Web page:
Matteo de Bellis
When he saw boats in the distance, Issa knew he was going to live. It was July 2014 and he had spent hours in the sea, clinging to a plastic petrol container while women, men and children drowned around him. The small rubber boat that was supposed to take them all to Italy had sunk just two hours after leaving the Libyan coast. Of the 137 people Issa says were on board, only 49 survived.
Issa, from Burkina Faso, was not rescued by any passing ship but was picked up by the Libyan coastguard. Rather than being taken to a safe port in Italy as he had hoped, he was returned to Libya where he was handed over to the police. He says he was locked up for months in appalling conditions and beaten regularly by policemen who demanded money in exchange for his release.
“My hands were tied behind my back,” he said. “I was laying on the floor facing down, and they were beating me on the back with a belt and electric cables.”
Only after Issa’s family scraped together 625 OOO CFA (about £900), was he finally released.
In September last year, he tried to reach Italy again but after three days at sea, the boat he was on landed back on Libyan shores. “We were arrested upon arrival and taken to a prison in Tripoli, and two weeks later we were transferred to the city of Sabha. We learnt that we had been sold to traffickers.” After a month in captivity, he and others managed to escape. “Our abductors shot some people. I don’t know whether any of them died,” he said.
This is just one of the stories of people we interviewed during a recent visit to Agadez, a city in central Niger which has become a busy transit point for refugees and migrants from sub-Saharan Africa trying to get to Europe via Libya – as well as for those returning after suffering horrific abuse there.
They echo heart-wrenching stories I heard from the hundreds of refugees and migrants I met in reception centres in Italy. Many of them had been detained for months in Libya where they said they had been tortured, beaten, raped, humiliated. The word that stuck in my mind, used by so many of them to describe their experiences, is “hell”.
European governments are investing tens of millions in anti-migration measures in Niger, including by supporting Nigerien police operations to stop the flow of pick-up trucks that speed towards the Libyan border. They claim that these measures are necessary to protect those travelling. As one diplomat in Niger told me: “We are worried for the people, they are enslaved in Libya. We need to stop this. We can’t accept that people lose their lives and are abused in this way.”
But if the safety of these people was really their chief concern, why are these same governments sparing no effort in pushing the Libyan authorities to stop people attempting to come to Europe? Indeed, in recent months, European institutions and governments have been stepping up their cooperation with the Libyan coastguard to help it intercept people and take them back to Libya, turning a blind eye to the horrific abuses they will face there. In the past few weeks alone, Italy has signed a new agreement on migration control with Libya and European leaders have repeatedly declared their intention to increase collaboration – including at the European Council last week.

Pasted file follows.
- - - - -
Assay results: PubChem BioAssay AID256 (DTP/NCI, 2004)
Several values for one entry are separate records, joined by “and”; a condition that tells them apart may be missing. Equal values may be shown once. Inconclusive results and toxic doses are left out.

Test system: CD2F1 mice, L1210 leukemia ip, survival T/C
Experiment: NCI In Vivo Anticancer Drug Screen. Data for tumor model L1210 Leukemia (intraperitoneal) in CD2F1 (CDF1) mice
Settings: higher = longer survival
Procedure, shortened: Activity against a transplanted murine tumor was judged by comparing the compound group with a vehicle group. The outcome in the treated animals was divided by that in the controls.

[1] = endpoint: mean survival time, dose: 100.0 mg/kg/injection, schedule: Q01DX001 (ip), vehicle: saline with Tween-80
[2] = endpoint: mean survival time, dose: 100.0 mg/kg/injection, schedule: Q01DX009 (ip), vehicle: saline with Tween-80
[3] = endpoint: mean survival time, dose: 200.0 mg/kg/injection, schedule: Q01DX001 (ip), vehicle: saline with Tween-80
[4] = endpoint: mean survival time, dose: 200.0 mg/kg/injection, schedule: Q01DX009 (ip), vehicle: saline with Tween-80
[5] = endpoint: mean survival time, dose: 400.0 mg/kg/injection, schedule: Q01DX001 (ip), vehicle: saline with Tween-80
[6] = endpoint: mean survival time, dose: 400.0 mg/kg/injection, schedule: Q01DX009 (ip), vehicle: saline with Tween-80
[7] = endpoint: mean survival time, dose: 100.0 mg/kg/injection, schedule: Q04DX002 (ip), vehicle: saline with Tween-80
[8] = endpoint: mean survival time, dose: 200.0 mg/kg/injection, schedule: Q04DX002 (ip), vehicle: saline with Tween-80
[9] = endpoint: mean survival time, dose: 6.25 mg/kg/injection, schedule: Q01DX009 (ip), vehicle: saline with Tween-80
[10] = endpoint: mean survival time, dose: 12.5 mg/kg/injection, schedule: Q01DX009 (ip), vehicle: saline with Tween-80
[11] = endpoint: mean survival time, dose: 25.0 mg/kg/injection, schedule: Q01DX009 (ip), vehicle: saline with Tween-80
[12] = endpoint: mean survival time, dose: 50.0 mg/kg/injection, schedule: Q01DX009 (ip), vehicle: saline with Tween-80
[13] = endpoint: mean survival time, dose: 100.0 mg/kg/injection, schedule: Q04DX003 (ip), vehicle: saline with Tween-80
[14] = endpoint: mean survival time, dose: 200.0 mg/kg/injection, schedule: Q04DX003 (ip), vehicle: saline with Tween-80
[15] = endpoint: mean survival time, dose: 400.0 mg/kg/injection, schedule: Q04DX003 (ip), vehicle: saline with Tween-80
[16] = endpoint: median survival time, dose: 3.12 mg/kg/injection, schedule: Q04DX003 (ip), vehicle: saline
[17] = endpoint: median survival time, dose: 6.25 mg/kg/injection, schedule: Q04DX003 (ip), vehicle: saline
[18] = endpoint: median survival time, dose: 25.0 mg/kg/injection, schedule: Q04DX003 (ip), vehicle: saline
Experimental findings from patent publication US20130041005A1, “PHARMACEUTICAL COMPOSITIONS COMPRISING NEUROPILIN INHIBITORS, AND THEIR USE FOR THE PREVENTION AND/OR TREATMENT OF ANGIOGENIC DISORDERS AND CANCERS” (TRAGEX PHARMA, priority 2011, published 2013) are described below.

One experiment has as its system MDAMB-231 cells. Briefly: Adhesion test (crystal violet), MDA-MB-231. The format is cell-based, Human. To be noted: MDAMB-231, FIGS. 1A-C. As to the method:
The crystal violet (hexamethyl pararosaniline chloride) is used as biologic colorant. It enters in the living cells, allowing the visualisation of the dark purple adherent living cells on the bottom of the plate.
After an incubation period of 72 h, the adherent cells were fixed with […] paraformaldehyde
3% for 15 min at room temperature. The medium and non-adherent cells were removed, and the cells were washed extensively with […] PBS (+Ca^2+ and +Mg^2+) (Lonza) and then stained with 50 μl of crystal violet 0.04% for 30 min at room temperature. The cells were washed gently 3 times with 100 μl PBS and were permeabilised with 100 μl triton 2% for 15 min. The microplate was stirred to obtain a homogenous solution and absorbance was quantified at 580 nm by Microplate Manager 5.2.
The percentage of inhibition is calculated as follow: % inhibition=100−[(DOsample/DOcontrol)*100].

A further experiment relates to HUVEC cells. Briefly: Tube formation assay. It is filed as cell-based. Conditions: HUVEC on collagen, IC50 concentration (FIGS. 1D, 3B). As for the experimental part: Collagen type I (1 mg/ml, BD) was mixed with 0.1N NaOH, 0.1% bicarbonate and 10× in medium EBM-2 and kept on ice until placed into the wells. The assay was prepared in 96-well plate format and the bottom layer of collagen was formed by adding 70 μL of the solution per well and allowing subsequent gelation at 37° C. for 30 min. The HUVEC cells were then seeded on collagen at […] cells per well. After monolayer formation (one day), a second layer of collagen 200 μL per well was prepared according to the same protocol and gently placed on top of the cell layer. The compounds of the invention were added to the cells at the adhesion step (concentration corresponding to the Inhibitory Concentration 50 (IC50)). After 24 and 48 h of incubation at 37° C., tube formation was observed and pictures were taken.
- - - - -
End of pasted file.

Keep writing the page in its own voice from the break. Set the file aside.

Current actions to reinforce the Libyan coastguard – through the provision of training and boats – might save lives at sea. But without meaningful efforts to stop the automatic detention of refugees and migrants intercepted at sea by the coastguard and their systematic ill-treatment in Libya, and to provide access to protection for those seeking asylum, such measures are a double-edged sword.
With every agreement announced, European leaders send a clear signal that they are not really concerned about protecting desperate women, men and children by keeping them out of Libya. By donating boats to a coastguard accused of colluding with smugglers and beating those intercepted at sea and by supporting centres where people are arbitrarily detained and tortured, their true intention is revealed. Indeed, stopping people arriving irregularly in Europe is now so high on their agenda that any price is seemingly worth paying. The horrific consequences to this blinkered attitude are – as Issa knows all too well – very real.
Libya is in the depths of a humanitarian crisis, with much of the country under the de facto control of armed groups and criminal gangs. With a weak judiciary, lawlessness has become the norm, and civilians are at grave risk of human rights abuses. In this context, refugees and migrants face the risk of arbitrary detention, abduction, ill-treatment, sexual violence and exploitation. Although detention centres where refugees and migrants are kept are nominally managed by the Libyan government, they are in fact mostly run by armed groups. These groups use pressure and intimidation to get officials to grant them free reign in smuggling and trafficking networks.
If EU leaders really cared about the abuses refugees and migrants face in Libya, they would offer them safe and legal routes to Europe, in particular by making humanitarian admission to Europe available to the thousands of people in need of protection. Crucially, cooperation with Libyan authorities would focus on supporting measures to protect the human rights of refugees and migrants in the country – starting with an end to their arbitrary detention and ill-treatment.
Women, men and children are being jailed, exploited, tortured and raped – after their “rescue”. That decisions being taken by the European governments are resulting, directly or indirectly, in fueling these abuses, should horrify us all.
Matteo de Bellis is Amnesty International’s migration researcher